The flower industry is now contemplating suing the government for compensation on losses incurred following failure by the Kenya Revenue Authority (KRA) to supply crucial export documents as the taxman requests for patience as he seeks a solution to the crisis.
“We don’t have four weeks to wait,” the flower exporters now tell KRA.
The exporters, who sought anonymity, are saying that under the Constitution, businesses have a right to trade without impediments and this is the chapter they will invoke to compel Treasury to pay for lost revenue.
KRA had earlier this week sent a press statement to media houses saying that it was looking into the possibility of engaging services of an alternative reliable printer after the government press failed to deliver the vital documents. The exercise according to KRA might take four weeks before they deliver the first batch of these forms.
The documents, Euro 1 and Generalised Scheme of Preferences (GSP) forms, used to verify whether goods have originated from countries with which the importing nation has a duty-free bilateral agreement, have completely been unavailable from KRA offices since last week crippling the multi-billion shilling sector.
Last week, the Kenya Flower Council (KFC) CEO Mrs Jane Ngige raised a red flag saying the sector stands to lose more than Sh4.5 billion monthly if the crisis is not resolved fast. She said the Council on behalf of the flower industry had since sought the services of a lawyer to advise the matter.
She said KRA should have anticipated this crisis and sourced for an alternative printer since the problem did not crop up overnight as the shortage started creeping-in in 2010.
As at now, it is almost apparent that the industry will continue counting losses as they await KRA to sort out this mess.
The KRA Commissioner General, Mr. John Njiraini has tasked the Customs Commissioner and the Marketing department to contact and update the KFC on how they are responding to the shortage of GSP forms issue and asked for patience from irate exporters as the authority works towards a permanent solution.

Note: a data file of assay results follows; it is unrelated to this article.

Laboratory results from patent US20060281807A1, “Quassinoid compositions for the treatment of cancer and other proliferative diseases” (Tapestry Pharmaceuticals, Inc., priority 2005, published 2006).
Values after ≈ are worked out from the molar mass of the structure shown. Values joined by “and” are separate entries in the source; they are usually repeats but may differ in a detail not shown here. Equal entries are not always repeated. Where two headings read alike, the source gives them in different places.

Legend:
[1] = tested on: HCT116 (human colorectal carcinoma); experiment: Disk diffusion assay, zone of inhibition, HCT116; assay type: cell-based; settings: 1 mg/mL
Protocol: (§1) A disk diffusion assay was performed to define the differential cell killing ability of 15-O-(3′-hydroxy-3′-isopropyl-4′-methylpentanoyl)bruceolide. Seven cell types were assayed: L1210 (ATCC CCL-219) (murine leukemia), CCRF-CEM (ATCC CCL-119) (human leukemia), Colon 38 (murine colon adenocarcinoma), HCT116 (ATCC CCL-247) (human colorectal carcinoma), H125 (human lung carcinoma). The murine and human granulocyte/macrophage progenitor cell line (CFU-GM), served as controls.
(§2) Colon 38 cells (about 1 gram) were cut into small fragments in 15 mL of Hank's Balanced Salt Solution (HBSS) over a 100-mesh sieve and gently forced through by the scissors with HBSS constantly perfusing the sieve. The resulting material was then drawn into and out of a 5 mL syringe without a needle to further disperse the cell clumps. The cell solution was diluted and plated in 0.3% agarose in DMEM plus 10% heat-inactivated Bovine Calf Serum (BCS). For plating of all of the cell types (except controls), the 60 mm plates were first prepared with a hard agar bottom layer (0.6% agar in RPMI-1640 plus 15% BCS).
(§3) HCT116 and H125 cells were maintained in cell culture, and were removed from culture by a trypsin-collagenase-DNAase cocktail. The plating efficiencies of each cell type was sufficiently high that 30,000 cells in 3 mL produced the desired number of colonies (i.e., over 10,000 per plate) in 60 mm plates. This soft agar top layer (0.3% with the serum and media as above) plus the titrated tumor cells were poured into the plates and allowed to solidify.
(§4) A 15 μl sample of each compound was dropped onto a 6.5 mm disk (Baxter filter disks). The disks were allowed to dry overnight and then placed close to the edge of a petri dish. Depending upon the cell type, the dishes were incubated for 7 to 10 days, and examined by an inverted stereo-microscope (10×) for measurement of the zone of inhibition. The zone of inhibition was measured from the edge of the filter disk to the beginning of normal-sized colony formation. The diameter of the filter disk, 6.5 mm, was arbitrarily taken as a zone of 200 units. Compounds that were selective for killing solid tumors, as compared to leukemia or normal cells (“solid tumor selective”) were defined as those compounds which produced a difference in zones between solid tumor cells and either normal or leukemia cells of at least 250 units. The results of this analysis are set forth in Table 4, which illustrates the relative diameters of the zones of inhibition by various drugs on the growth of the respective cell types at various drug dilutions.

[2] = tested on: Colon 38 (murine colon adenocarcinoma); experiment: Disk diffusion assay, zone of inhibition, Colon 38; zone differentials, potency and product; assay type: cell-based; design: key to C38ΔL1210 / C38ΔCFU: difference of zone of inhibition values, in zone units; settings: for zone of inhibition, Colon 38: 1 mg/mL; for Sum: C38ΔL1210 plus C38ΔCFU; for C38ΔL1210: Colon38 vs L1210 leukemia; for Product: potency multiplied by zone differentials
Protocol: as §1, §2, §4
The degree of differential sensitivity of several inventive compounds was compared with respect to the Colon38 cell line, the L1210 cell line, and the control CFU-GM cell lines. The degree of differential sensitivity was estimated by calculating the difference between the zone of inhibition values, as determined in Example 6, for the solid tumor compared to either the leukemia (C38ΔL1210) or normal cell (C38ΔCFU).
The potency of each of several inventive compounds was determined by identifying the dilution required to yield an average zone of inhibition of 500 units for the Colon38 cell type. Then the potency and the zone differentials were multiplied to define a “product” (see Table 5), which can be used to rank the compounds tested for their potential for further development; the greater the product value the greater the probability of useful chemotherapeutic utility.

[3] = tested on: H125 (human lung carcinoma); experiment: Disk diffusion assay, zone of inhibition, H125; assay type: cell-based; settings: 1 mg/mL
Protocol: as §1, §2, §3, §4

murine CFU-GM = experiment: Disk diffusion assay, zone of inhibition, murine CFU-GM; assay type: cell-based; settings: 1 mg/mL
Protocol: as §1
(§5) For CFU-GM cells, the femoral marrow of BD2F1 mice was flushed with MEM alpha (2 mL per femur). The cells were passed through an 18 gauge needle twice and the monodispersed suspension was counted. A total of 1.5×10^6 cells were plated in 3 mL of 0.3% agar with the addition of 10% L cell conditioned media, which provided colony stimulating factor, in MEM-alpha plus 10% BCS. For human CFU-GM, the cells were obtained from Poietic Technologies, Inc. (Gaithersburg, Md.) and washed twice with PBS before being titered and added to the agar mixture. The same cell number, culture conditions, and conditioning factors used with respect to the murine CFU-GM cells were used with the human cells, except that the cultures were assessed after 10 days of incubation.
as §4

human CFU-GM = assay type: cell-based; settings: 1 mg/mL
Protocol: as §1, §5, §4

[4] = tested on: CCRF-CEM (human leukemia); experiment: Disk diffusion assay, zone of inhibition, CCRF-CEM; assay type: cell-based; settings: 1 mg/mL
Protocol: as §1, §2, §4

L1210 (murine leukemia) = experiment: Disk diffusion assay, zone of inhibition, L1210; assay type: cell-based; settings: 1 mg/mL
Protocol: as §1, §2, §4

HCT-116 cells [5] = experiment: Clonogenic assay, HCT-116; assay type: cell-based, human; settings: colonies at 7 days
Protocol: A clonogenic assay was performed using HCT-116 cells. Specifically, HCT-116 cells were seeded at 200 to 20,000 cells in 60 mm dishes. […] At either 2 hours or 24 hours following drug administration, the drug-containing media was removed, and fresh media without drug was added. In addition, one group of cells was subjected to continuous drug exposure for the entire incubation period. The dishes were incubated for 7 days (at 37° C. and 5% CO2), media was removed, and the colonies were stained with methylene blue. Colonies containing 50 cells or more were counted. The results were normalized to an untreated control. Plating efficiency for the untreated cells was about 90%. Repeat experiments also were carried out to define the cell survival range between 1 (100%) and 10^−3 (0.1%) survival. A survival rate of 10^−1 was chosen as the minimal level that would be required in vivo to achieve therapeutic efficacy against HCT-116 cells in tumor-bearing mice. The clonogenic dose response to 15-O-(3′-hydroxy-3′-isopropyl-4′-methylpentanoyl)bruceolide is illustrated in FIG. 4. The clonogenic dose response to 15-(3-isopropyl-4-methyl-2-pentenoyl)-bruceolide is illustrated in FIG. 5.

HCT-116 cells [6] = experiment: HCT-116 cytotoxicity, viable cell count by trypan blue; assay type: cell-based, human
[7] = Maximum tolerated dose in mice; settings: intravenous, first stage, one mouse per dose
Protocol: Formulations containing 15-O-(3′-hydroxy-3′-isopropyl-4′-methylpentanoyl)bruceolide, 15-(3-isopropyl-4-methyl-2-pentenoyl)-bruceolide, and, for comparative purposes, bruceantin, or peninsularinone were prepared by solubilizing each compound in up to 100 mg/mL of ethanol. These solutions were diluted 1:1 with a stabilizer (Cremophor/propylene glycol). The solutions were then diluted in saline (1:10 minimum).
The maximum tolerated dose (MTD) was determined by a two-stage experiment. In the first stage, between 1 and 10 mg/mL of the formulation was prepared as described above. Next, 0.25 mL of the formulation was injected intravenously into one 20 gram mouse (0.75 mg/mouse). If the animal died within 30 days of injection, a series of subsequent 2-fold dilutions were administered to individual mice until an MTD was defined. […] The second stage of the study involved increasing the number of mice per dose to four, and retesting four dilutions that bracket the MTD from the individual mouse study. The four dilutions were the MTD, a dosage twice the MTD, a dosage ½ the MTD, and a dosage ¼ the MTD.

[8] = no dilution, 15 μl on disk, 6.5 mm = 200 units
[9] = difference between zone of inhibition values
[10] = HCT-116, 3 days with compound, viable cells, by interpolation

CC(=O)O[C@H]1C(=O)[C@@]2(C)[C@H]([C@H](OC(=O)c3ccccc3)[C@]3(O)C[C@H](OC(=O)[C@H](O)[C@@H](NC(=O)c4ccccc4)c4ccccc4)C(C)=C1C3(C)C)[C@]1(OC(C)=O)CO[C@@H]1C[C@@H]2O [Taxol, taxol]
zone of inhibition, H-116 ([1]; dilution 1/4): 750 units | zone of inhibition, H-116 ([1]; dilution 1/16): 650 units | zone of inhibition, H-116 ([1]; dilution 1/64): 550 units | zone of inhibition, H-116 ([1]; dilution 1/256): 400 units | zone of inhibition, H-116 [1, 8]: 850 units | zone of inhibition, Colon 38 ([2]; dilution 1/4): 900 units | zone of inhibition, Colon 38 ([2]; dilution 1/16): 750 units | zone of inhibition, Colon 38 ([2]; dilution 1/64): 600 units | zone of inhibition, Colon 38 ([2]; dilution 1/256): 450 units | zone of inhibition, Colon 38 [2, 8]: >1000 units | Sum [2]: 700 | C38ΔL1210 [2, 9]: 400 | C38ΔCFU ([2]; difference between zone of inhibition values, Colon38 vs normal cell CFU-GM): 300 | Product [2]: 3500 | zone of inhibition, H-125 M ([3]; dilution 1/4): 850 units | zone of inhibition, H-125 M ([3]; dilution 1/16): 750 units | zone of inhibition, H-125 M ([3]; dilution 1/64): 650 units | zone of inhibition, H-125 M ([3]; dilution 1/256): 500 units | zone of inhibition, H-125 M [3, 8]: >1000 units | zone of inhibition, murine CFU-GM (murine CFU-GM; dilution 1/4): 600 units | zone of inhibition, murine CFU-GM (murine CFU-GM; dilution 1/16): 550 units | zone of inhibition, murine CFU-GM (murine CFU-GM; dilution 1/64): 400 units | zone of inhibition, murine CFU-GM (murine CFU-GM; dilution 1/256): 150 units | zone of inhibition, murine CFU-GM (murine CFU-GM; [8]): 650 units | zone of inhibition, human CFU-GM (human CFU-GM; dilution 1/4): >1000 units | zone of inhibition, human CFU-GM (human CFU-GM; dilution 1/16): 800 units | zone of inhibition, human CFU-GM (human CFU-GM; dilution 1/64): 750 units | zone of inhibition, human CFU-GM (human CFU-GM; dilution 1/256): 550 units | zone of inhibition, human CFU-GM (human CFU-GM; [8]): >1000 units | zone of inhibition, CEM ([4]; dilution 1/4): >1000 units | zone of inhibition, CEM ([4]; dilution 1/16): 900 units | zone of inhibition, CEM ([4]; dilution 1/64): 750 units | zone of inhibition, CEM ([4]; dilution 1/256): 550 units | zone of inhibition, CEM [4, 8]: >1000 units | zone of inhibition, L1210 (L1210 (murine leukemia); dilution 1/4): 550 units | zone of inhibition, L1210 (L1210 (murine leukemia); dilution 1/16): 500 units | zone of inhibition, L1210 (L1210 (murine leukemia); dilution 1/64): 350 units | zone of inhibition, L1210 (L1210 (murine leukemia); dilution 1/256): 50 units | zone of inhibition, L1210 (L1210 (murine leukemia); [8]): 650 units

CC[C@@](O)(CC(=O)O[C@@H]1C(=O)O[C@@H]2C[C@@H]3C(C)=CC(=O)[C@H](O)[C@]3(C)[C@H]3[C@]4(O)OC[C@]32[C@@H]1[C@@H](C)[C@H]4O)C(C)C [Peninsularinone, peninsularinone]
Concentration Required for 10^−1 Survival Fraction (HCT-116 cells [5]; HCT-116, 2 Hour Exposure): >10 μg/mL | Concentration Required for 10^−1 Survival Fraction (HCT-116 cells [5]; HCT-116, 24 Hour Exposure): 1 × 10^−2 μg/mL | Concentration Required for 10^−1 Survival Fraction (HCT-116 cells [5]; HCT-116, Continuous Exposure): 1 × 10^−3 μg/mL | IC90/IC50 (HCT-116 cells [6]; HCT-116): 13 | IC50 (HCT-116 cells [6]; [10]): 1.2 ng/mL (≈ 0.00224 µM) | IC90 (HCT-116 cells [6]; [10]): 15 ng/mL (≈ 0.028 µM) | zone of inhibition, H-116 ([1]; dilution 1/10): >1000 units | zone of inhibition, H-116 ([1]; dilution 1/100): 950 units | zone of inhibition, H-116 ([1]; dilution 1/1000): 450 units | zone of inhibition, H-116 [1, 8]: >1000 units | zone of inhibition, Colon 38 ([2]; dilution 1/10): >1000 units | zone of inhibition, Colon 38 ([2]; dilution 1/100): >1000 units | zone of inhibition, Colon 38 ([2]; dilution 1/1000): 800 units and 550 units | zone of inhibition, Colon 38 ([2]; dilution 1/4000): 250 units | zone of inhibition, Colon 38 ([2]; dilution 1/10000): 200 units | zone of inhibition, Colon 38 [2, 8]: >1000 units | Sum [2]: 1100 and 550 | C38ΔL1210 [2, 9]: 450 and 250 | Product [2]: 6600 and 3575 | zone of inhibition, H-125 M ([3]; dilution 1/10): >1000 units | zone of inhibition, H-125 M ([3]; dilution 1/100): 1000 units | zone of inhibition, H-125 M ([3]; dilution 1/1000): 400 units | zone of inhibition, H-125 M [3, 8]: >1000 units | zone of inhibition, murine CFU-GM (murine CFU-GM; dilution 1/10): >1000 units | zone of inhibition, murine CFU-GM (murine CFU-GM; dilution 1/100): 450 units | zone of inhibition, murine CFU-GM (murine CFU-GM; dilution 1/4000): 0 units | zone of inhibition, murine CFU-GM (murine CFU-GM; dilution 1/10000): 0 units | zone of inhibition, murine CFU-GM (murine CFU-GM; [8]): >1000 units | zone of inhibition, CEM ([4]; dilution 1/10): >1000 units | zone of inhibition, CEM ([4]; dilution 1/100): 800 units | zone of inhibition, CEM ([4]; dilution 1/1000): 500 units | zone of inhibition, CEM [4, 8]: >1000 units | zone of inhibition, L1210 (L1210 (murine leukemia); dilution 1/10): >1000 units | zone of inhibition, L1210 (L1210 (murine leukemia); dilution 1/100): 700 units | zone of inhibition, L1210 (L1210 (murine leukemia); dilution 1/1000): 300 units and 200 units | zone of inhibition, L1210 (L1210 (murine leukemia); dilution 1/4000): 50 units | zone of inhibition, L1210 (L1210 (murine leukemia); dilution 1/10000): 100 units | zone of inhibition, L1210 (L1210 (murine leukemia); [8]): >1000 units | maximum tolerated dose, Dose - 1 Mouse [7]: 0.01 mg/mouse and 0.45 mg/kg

This was after KFC wrote to KRA demanding immediate action or compensation for the losses being incurred by the flower producers and exporters.
Reacting to the communication from KRA, Mrs. Ngige says that four weeks to select an alternative printer would kill the flower sector, whose goods are highly perishable by nature.
“We can’t store flowers neither can the stems ready for harvesting stay in the farms as this would spoil the production cycle,” she says.
Flower harvesting happens daily and the farms do not have the capacity to handle tonnes and tonnes of waste likely to be generated from the un-exported flowers.
And with the high flower sale season around the corner and exporters stuck with their flowers, the sector is set to suffer insurmountable damages.
“Luckily, this is the low season, therefore the damage is not as much. I don’t want to imagine what a crisis it will be would be if the high season finds us in this mess. If KRA takes four weeks to avail the forms, we are doomed,” says one of the distraught flower exporters.
Aside from the loss of revenue, flower farm workers are also likely to lose their livelihoods since the farmers will be incurring double losses by paying the workers to harvest flowers they will not profit from.
“No grower will keep workers to harvest flowers that are not being sold. Whichever way you look at it, this situation has spoilt the industry as an investment choice and investors will think twice to put their money in it,” adds Mrs Ngige.
By HortiNews Team